Annual Report: Ethiopia 2013

Report
May 23, 2013

Annual Report: Ethiopia 2013

View More Research

According to relatives, some people disappeared after arrest. The authorities targeted families of suspects, detaining and interrogating them. The use of unofficial places of detention was reported.

  • In January the All Ethiopian Unity Party called for the release of 112 party members who, the party reported, were arrested in the Southern Nations, Nationalities and Peoples (SNNP) region during one week in January.

Hundreds of Oromos were arrested, accused of supporting the Oromo Liberation Front.

  • In September, over 100 people were reportedly arrested during the Oromo festival of Irreechaa.

Large numbers of civilians were reportedly arrested and arbitrarily detained in the Somali region on suspicion of supporting the Ogaden National Liberation Front (ONLF).

  • The authorities continued to arbitrarily detain UN employee, Yusuf Mohammed, in Jijiga. His detention, since 2010, was reportedly an attempt to get his brother, who was suspected of links with the ONLF, to return from exile.

Between June and August, a large number of ethnic Sidama were arrested in the SNNP region. This was reportedly in response to further calls for separate regional statehood for the Sidama. A number of arrests took place in August around the celebration of Fichee, the Sidama New Year. Many of those arrested were detained briefly, then released. But a number of leading community figures remained in detention and were charged with crimes against the state.

There were reports of people being arrested for taking part in peaceful protests and publicly opposing certain “development projects”.

Excessive use of force

In several incidents, the police were accused of using excessive force when responding to the Muslim protest movement. Two incidents in Addis Ababa in July ended in violence, and allegations included police firing live ammunition and beating protesters in the street and in detention, resulting in many injuries. In at least two other protest-related incidents elsewhere in the country, police fired live ammunition, killing and injuring several people. None of these incidents was investigated.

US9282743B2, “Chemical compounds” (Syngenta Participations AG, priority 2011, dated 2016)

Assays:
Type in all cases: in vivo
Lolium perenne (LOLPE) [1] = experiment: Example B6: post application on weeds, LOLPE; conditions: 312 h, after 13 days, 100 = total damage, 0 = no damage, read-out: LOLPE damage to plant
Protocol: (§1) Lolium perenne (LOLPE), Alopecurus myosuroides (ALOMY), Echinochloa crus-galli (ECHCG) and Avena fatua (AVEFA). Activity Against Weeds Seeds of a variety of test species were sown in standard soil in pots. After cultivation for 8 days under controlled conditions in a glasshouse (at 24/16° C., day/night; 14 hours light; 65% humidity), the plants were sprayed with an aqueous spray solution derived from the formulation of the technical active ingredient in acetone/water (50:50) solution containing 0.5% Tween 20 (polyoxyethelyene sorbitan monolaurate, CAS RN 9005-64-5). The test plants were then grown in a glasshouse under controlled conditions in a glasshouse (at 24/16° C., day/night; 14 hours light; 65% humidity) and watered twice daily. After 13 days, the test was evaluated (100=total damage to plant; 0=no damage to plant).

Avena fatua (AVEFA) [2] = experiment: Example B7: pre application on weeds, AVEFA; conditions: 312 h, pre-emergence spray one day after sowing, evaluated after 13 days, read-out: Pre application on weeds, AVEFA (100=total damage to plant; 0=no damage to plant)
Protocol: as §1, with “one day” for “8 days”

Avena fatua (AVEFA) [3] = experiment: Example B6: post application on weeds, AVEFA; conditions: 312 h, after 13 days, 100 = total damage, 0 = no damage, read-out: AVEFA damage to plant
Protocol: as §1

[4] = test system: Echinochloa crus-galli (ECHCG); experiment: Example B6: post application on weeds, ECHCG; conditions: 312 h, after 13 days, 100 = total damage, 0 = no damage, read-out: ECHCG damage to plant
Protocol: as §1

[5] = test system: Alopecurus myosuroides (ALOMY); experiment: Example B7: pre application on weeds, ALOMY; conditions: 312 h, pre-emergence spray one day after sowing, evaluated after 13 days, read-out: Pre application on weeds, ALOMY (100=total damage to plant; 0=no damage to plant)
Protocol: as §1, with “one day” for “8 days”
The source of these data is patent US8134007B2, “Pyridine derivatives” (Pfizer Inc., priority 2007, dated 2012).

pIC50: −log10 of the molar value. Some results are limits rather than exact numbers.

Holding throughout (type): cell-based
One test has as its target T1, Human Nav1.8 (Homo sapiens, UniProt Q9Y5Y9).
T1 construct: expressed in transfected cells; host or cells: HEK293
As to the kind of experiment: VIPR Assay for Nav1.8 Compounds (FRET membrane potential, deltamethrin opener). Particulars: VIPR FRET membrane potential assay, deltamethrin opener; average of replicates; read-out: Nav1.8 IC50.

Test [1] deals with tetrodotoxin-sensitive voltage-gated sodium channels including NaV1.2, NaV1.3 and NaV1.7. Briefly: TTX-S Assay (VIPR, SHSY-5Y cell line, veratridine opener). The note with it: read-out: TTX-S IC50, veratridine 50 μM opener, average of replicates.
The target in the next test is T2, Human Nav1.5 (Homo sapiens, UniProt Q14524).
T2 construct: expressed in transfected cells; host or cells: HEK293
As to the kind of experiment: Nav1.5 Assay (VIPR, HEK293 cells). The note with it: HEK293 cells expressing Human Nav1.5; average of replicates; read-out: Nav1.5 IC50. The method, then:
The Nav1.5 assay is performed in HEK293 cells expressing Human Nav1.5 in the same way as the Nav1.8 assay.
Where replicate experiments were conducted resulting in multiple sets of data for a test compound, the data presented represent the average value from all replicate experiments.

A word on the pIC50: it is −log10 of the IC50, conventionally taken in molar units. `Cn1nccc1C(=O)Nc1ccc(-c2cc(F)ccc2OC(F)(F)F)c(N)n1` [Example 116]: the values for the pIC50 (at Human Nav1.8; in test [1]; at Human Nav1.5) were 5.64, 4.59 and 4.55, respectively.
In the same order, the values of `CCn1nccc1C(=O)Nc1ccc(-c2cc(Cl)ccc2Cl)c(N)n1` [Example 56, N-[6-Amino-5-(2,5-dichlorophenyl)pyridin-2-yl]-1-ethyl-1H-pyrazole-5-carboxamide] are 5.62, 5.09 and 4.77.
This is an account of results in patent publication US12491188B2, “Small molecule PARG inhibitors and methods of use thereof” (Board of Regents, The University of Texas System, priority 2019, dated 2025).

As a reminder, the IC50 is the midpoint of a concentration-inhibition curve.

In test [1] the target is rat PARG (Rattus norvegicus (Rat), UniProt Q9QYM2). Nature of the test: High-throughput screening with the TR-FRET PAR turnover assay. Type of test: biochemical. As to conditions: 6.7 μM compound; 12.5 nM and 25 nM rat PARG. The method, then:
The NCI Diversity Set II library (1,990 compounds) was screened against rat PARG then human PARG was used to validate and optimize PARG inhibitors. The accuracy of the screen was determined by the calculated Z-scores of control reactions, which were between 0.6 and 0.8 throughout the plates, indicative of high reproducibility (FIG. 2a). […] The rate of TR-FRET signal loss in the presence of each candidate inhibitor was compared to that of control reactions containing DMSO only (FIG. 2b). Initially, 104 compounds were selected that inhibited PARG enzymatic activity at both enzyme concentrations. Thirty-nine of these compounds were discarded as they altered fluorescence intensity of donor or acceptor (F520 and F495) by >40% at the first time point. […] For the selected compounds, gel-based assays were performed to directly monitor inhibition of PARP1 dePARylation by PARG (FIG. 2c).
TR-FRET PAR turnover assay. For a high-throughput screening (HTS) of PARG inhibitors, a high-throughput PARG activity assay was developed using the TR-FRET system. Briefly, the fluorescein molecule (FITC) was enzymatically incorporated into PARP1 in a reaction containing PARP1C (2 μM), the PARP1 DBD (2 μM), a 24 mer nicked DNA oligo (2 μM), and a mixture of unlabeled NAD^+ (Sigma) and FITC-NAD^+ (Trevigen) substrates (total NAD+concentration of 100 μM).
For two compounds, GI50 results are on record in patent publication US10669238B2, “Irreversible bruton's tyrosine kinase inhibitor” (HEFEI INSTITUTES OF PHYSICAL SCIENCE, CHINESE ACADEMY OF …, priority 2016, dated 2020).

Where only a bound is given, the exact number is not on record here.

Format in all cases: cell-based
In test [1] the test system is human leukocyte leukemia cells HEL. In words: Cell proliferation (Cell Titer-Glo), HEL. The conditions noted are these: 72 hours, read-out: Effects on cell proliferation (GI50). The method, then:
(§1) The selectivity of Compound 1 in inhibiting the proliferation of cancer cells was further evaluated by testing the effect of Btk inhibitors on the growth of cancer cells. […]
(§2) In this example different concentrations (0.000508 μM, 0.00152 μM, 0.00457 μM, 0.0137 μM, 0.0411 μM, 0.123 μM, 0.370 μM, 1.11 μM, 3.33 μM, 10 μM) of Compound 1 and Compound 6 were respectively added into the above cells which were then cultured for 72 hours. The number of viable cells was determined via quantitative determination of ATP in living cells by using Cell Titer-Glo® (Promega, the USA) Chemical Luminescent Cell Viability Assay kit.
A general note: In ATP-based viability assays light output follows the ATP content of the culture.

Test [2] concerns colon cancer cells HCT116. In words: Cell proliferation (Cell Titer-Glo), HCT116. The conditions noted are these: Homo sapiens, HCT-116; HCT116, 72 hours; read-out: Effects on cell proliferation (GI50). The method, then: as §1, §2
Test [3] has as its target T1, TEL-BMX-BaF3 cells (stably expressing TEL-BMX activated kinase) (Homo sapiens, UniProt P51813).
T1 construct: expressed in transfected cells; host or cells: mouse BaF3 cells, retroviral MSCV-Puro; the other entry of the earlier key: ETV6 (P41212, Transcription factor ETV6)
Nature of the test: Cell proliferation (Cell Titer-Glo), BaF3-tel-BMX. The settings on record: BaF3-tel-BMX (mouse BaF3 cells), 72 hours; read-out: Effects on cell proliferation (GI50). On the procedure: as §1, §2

• In April, the police reportedly shot dead at least four people in Asasa, Oromia region. Reports from witnesses and the government conflicted.
  • In October, police fired on local residents in Gerba town, Amhara region, killing at least three people and injuring others. The authorities said protesters started the violence; the protesters reported that police fired live ammunition at unarmed people.

Security forces were alleged to have carried out extrajudicial executions in the Gambella, Afar and Somali regions.

Conflict in the Somali region

In September, the government and the ONLF briefly entered into peace talks with a view to ending the two-decade long conflict in the Somali region. However, the talks stalled in October.

The army, and its proxy militia, the Liyu police, faced repeated allegations of human rights violations, including arbitrary detention, extrajudicial executions, and rape. Torture and other ill-treatment of detainees were widely reported. None of the allegations was investigated and access to the region remained severely restricted.

  • In June, UN employee Abdirahman Sheikh Hassan was found guilty of terrorism offences over alleged links to the ONLF, and sentenced to seven years and eight months’ imprisonment. He was arrested in July 2011 after negotiating with the ONLF over the release of two abducted UN World Food Programme workers.

Forced evictions

“Villagization”, a programme involving the resettlement of hundreds of thousands of people, took place in the Gambella, Benishangul-Gumuz, Somali, Afar and SNNP regions. The programme, ostensibly to increase access to basic services, was meant to be voluntary. However, there were reports that many of the removals constituted forced evictions.

Large-scale population displacement, sometimes accompanied by allegations of forced evictions, was reported in relation to the leasing of huge areas of land to foreign investors and dam building projects.